There are many factors which can cause tooth decay. One common cause is the frequent, prolonged exposure of the baby’s teeth to drinks that contain sugar. Tooth decay can occur when the baby is put to bed with a bottle, or when a bottle is used as a pacifier for a fussy baby.

 

Tooth decay is a disease that can begin with cavity-causing bacteria being passed from the mother (or primary caregiver) to the infant. These bacteria are passed through the saliva. When the mother puts the baby’s feeding spoon in her mouth, or cleans a pacifier in her mouth, the bacteria can be passed to the baby.

 

If your infant or toddler does not receive an adequate amount of fluoride, they may also have an increased risk for tooth decay. The good news is that decay is preventable.

 

Preventing Baby Bottle Tooth Decay

-Try not to share saliva with the baby through common use of feeding spoons or licking pacifiers. After each feeding, wipe your child’s gums with a clean, damp gauze pad or washcloth.

-When your child’s teeth come in, brush them gently with a child-size toothbrush and a smear (or grain of rice sized amount) of fluoride toothpaste until the age of 3.

-Brush the teeth with a pea-sized amount of fluoride toothpaste from the ages of 3 to 6.

-Supervise brushing until your child can be counted on to spit and not swallow toothpaste—usually not before he or she is 6 or 7.

-Place only formula, milk or breast milk in bottles. Avoid filling the bottle with liquids such as sugar water, juice or soft drinks.

-Infants should finish their bedtime and naptime bottles before going to bed.

-If your child uses a pacifier, provide one that is clean—don’t dip it in sugar or honey.

-Encourage your child to drink from a cup by his/her first birthday.

-Encourage healthy eating habits.

 

When your child’s first tooth appears, talk to your dentist about scheduling the first dental visit. Treat the first dental visit as you would a well-baby checkup with the child’s physician. Remember: starting early is the key to a lifetime of good dental health. For more information about nutrition and your baby, visit the Academy of Nutrition and Dietetics.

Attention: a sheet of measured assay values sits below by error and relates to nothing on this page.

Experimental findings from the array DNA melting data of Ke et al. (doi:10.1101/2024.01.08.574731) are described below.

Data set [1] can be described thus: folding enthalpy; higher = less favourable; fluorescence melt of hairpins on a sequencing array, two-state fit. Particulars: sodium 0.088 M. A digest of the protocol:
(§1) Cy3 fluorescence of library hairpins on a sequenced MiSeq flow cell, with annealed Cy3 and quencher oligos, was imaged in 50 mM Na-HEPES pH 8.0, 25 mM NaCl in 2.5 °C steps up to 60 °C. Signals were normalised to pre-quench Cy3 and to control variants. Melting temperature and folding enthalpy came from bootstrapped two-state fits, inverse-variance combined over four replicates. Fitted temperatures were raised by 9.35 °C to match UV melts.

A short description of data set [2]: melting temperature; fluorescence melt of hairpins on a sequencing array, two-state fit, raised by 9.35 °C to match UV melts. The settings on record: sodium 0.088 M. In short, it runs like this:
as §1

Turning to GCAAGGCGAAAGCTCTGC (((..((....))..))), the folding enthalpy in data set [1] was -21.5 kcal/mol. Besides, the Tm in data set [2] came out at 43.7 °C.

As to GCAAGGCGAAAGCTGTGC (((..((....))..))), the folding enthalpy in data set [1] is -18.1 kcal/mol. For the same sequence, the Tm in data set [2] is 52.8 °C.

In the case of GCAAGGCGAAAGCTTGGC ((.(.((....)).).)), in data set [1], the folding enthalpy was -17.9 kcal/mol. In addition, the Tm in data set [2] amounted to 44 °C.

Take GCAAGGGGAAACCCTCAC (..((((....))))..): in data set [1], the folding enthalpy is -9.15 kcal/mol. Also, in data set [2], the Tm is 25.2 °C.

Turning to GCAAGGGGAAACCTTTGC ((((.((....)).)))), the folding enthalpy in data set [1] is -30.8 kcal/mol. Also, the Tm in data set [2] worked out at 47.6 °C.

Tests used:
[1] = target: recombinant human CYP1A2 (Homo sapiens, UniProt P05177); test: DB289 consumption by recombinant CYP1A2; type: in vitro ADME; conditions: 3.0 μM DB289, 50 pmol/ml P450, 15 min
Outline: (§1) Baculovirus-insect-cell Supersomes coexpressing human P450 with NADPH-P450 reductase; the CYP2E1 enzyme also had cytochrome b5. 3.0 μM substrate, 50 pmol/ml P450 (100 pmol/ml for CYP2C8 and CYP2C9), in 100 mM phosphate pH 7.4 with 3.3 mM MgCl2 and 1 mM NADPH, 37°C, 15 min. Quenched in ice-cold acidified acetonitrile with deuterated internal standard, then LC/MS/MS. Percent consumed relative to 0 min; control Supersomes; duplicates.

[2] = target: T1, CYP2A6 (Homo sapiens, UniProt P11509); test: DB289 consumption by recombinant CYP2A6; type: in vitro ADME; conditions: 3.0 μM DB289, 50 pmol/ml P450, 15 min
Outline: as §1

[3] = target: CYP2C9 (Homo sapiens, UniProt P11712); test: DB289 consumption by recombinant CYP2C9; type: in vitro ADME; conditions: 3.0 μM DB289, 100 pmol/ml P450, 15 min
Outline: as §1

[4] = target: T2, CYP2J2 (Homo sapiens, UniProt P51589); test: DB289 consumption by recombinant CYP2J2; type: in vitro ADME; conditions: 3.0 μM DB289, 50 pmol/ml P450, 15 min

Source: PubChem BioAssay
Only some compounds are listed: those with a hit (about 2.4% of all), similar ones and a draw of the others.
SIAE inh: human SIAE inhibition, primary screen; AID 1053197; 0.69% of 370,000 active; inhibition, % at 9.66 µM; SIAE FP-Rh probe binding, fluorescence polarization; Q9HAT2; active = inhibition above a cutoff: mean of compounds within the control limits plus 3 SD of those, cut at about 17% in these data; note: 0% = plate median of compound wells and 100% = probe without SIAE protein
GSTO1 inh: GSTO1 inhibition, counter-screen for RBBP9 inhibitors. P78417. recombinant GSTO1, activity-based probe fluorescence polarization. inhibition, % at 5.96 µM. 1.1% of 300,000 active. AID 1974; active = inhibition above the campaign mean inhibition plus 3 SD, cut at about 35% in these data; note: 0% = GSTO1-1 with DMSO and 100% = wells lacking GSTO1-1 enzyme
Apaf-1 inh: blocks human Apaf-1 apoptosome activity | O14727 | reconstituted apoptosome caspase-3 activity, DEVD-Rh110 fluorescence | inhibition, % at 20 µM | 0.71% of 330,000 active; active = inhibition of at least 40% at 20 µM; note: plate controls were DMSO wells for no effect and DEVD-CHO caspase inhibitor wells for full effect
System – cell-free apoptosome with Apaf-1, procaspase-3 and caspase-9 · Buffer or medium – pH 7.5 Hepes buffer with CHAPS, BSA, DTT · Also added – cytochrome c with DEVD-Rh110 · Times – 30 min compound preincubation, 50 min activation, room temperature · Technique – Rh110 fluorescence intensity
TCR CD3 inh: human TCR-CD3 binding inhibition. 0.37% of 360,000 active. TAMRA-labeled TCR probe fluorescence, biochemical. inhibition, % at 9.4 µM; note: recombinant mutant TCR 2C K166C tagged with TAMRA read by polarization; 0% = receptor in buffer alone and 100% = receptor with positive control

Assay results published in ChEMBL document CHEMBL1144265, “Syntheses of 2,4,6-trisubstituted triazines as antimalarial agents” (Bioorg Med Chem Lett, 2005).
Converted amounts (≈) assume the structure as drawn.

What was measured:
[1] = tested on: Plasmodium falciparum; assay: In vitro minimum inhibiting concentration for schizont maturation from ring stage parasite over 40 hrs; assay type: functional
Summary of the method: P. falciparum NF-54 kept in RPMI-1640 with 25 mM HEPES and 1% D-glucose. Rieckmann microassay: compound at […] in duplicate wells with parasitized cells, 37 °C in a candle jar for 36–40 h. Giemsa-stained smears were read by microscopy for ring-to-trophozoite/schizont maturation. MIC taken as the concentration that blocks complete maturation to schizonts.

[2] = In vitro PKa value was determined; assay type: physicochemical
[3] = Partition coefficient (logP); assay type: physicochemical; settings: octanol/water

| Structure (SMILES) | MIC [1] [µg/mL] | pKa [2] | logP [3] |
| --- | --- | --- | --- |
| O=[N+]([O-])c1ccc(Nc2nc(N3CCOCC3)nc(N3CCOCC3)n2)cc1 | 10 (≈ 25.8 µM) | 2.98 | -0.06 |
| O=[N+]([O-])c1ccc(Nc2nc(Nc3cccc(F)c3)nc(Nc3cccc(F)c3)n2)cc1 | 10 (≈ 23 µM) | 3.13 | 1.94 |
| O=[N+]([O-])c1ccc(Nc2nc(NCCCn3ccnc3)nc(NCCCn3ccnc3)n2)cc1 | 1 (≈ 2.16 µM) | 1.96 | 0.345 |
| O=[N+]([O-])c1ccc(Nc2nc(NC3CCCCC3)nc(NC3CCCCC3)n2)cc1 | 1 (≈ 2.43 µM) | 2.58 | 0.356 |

When your child’s teeth come in, brush them gently with a child-size toothbrush and a smear (or grain of rice sized amount) of fluoride toothpaste until the age of 3.  Brush the teeth with a pea-sized amount of fluoride toothpaste from the ages of 3 to 6. Supervise brushing until your child can be counted on to spit and not swallow toothpaste—usually not before he or she is 6 or 7. Your child should also see the dentist twice a year.

 

 

 

 

 

 

 

 

 

 

 

 

 

 

 

 

 

 

 

 

 

 

 

 

 

 

 

The ADA recommends taking your child to the dentist within 6 months of eruption of their first tooth.

 

 

 

 

 

Fluoride is a mineral that helps fight tooth decay. It is found in public water supplies, toothpaste and many other dental products. 

Often called, “nature’s cavity fighter,” fluoride helps repair the early stages of tooth decay even before the decay can be seen. Research shows that fluoride helps prevent cavities in children and adults by making teeth more resistant to the acid attacks that cause cavities. When you brush your teeth with fluoride toothpaste, or use other fluoride dental products, you are preventing cavities and strengthening your teeth’s enamel. 

Your dentist may apply fluoride varnish or fluoride gel during your dental visit. Your dentist might also tell you to use a special fluoride rinse, paste or gel at home. 

The American Dental Association recommends that children and adults use fluoride toothpaste displaying the ADA Seal of Acceptance. For children younger than 3 years, caregivers should begin brushing their children’s teeth as soon as they start to appear in the mouth by using fluoride toothpaste in an amount no more than a smear or the size of a grain of rice. You should be brushing your children’s teeth thoroughly twice a day (morning and night) or as directed by your dentist or physician. For children 3 to 6 years of age, caregivers should dispense no more than a pea-sized amount of fluoride toothpaste and brush teeth thoroughly twice per day. Always supervise your child’s brushing to ensure that they use the appropriate amount of toothpaste and try and get your child to spit out most of the toothpaste.